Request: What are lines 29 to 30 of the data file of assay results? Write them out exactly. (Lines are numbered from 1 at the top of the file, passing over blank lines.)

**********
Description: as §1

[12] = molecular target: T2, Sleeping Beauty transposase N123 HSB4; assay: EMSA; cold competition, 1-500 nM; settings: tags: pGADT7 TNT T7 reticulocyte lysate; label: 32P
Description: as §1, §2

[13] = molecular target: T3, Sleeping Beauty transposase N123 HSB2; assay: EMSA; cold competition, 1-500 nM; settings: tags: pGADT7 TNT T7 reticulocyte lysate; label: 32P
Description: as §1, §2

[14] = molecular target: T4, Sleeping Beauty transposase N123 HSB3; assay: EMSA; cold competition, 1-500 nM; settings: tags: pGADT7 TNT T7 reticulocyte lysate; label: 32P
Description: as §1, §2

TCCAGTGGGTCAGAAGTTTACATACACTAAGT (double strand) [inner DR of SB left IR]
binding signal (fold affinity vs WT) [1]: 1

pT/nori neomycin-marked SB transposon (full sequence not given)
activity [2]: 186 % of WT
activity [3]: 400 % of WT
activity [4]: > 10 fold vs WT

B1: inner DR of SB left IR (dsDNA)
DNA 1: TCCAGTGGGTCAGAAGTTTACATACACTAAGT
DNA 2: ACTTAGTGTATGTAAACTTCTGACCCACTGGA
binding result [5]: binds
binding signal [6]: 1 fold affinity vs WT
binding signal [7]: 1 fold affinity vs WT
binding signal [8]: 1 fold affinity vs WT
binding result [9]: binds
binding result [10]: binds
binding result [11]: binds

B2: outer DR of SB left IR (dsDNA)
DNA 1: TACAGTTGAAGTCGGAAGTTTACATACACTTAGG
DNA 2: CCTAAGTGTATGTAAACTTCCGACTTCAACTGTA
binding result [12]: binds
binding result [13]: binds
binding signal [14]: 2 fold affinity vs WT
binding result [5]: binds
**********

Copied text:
binding signal [14]: 2 fold affinity vs WT
binding result [5]: binds